5 de jan de 2017

Spinal Neoplasm in Dogs

Acta Scientiae Veterinariae, 2016. 44: 1425


Larissa Garbelini Valentim , Rogério Anderson Marcasso , Ana Paula Frederico Loureiro Bracarense & Mônica Vicky Bahr Arias


 Background: Various diseases can cause spinal cord disorders in dogs including neoplasia of the nervous system, which are more common in mature and older animals. Some breeds, as brachycephalics, are more predisposed for certain types of tumors. Spinal neoplasia can be categorized as primary or secondary tumors, and still can be grouped in extradural, intradural/extramedullary or intramedullary. The aim of this study was to investigate the signalment, neurological syndrome, type and source of the mass, presence of metastases, and clinical outcomes in 28 dogs diagnosed with spinal tumors. 
Materials, Methods & Results: This study included 28 dogs, and in 20 cases, spinal neoplasia was confirmed by necropsy, biopsy, histopathology, and immunohistochemistry. In the other eight animals, the presumptive diagnosis was based on clinical and neurological signs and by observing changes in plain radiographs of the spine, chest radiographs, and myelography. The location of the lesion was established as cervical, cervicothoracic, thoracolumbar, or lumbosacral, and the lesion was determined to be multifocal when clinical signs appeared in more than one location. Spinal cord injury was additionally classified as unilateral, bilateral, symmetrical, or asymmetrical. The following complementary examinations were performed based on the clinical suspicion, indications, and availability of the owner: complete blood count, serum biochemical profile, urinalysis, spinal radiography, cerebrospinal fluid analysis (CSF), myelography, abdominal ultrasound, thoracic X-ray to determine metastases, and Computed Tomography. CSF was collected and analyzed in seven animals, and pleocytosis with a predominance of lymphocytes was found in two cases. Decompression and exploratory surgeries were performed in six dogs to confirm the suspected diagnosis and collect tissues for histopathology. The final diagnosis was made by histopathological examination of the tissue obtained by excisional biopsy or necropsy after the death of the animal or euthanasia. In eight cases, the neoplasia type could not be confirmed as the owner did not provide consent to perform exploratory surgery or necropsy. The dogs most affected were poodles (17.85%) and boxers (17.85%), between the ages of 5 and 10 years, and 67.85% of the cases were female dogs. The thoracolumbar region was the most affected (50%). Metastatic spinal tumors predominated; especially those originating in the mammary gland (38.46%) and on the skin (34.61%), and among the primary neoplasms, meningiomas predominated. The clinical course in relation to the onset of symptoms of neurological dysfunction, until death or euthanasia, ranged from 1-170 days, with an average 42 days of survival.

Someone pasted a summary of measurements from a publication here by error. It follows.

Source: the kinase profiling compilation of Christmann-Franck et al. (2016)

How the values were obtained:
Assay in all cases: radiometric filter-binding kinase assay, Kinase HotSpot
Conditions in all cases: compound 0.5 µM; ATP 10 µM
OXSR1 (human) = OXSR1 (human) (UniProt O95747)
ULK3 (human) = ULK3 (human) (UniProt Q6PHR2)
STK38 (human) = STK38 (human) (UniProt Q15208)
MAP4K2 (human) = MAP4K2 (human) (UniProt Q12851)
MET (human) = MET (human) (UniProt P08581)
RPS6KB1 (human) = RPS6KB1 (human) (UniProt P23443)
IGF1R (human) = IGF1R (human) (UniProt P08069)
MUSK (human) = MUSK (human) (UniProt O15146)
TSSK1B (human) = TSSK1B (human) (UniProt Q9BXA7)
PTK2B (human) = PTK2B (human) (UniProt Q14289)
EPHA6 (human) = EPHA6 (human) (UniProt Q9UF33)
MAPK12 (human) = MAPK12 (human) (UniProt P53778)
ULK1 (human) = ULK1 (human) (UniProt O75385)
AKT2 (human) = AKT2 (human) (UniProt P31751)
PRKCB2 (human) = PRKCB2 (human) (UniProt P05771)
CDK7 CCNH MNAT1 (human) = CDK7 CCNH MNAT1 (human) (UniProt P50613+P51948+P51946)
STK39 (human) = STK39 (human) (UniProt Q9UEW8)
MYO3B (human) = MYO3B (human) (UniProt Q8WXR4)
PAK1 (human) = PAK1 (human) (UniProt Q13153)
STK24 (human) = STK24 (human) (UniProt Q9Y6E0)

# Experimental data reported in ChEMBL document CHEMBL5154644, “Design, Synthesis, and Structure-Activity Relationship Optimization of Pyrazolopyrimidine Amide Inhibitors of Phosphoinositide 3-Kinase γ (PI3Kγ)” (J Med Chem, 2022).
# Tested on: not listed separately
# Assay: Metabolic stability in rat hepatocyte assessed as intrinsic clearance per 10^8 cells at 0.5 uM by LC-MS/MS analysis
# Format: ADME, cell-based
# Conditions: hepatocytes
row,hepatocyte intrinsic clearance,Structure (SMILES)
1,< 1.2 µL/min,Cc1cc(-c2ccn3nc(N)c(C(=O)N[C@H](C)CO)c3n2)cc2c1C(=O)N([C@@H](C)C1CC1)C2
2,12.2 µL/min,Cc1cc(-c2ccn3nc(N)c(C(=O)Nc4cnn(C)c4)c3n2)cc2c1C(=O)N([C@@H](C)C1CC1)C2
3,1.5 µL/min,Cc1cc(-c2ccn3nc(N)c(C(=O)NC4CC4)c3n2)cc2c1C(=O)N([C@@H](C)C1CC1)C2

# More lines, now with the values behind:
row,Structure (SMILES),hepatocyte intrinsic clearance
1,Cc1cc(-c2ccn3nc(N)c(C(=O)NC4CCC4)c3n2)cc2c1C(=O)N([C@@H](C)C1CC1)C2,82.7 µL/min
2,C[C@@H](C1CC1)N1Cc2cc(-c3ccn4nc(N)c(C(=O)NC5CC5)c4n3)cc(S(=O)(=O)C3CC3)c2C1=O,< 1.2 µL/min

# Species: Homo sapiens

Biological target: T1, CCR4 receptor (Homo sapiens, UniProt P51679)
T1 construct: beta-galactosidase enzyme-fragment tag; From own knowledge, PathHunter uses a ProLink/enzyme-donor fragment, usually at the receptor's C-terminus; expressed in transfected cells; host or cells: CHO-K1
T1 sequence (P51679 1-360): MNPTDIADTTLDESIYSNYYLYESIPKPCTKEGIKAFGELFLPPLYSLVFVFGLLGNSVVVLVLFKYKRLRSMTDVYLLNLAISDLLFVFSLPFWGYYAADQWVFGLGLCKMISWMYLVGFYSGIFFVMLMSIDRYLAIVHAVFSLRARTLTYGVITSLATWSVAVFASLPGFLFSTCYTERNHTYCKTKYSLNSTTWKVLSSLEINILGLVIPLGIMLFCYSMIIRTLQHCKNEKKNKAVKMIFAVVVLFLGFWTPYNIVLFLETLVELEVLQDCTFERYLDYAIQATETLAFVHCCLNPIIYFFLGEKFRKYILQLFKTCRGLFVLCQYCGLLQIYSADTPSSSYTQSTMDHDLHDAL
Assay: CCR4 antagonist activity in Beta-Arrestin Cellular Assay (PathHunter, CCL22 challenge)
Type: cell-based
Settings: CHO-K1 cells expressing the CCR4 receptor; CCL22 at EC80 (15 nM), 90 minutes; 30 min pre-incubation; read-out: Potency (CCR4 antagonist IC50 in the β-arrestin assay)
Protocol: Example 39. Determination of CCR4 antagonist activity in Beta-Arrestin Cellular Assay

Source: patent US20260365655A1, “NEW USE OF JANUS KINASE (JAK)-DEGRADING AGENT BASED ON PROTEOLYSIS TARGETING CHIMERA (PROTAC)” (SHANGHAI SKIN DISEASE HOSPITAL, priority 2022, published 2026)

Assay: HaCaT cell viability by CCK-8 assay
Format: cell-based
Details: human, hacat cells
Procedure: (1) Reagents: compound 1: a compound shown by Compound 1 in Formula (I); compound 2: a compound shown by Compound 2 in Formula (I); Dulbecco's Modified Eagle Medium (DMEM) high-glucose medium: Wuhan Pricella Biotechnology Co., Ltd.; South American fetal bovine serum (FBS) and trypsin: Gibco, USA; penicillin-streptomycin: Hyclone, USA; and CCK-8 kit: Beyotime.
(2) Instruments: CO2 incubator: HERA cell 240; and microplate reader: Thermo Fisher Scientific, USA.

Discussion: The results differ from previous studies, in which the number of male and female dogs with neoplasms in the CNS was the same, as in the present study female dogs were more affected. Unlike other studies, metastatic spinal tumors predominated. After the diagnosis, the survival was short and this may be due to the fact that most dogs in this study already had more than one system affected, and consequently showed significant changes related to systemic metastases during the onset of the neurological symptoms. The surgical treatment presented variable results, and the results observed after surgical resection of neoplasms vary due to the location in relation to the spinal cord, neoplasm type, severity of the clinical signs, and possibility of removal along with margin without causing spinal instability. In dogs with spinal disorders, the veterinary practitioner should suspect cancer, especially if there is a history of excision of neoplasms in other systems.